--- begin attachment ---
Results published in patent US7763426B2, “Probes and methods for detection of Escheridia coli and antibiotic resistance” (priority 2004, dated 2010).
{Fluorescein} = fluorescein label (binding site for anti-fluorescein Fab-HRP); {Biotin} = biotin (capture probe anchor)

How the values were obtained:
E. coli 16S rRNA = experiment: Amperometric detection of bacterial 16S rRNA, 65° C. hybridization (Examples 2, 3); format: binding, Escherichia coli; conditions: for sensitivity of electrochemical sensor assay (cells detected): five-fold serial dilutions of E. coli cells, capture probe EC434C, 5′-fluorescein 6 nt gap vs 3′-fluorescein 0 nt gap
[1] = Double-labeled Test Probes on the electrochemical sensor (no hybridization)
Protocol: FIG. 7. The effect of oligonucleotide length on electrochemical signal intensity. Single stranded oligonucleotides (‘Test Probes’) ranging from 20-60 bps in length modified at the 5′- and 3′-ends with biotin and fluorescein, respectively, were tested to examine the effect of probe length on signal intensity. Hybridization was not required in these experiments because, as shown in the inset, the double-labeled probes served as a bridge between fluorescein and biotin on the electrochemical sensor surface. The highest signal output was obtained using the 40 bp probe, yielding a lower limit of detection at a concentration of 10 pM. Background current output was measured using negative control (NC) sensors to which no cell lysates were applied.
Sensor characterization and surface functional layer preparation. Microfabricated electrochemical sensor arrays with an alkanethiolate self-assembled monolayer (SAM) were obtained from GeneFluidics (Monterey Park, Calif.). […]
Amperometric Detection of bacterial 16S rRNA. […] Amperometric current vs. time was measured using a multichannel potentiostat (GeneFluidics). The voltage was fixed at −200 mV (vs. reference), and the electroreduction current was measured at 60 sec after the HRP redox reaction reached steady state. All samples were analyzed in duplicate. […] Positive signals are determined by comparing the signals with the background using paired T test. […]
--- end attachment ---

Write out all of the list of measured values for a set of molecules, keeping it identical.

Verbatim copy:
Results published in patent US7763426B2, “Probes and methods for detection of Escheridia coli and antibiotic resistance” (priority 2004, dated 2010).
{Fluorescein} = fluorescein label (binding site for anti-fluorescein Fab-HRP); {Biotin} = biotin (capture probe anchor)

How the values were obtained:
E. coli 16S rRNA = experiment: Amperometric detection of bacterial 16S rRNA, 65° C. hybridization (Examples 2, 3); format: binding, Escherichia coli; conditions: for sensitivity of electrochemical sensor assay (cells detected): five-fold serial dilutions of E. coli cells, capture probe EC434C, 5′-fluorescein 6 nt gap vs 3′-fluorescein 0 nt gap
[1] = Double-labeled Test Probes on the electrochemical sensor (no hybridization)
Protocol: FIG. 7. The effect of oligonucleotide length on electrochemical signal intensity. Single stranded oligonucleotides (‘Test Probes’) ranging from 20-60 bps in length modified at the 5′- and 3′-ends with biotin and fluorescein, respectively, were tested to examine the effect of probe length on signal intensity. Hybridization was not required in these experiments because, as shown in the inset, the double-labeled probes served as a bridge between fluorescein and biotin on the electrochemical sensor surface. The highest signal output was obtained using the 40 bp probe, yielding a lower limit of detection at a concentration of 10 pM. Background current output was measured using negative control (NC) sensors to which no cell lysates were applied.
Sensor characterization and surface functional layer preparation. Microfabricated electrochemical sensor arrays with an alkanethiolate self-assembled monolayer (SAM) were obtained from GeneFluidics (Monterey Park, Calif.). […]
Amperometric Detection of bacterial 16S rRNA. […] Amperometric current vs. time was measured using a multichannel potentiostat (GeneFluidics). The voltage was fixed at −200 mV (vs. reference), and the electroreduction current was measured at 60 sec after the HRP redox reaction reached steady state. All samples were analyzed in duplicate. […] Positive signals are determined by comparing the signals with the background using paired T test. […]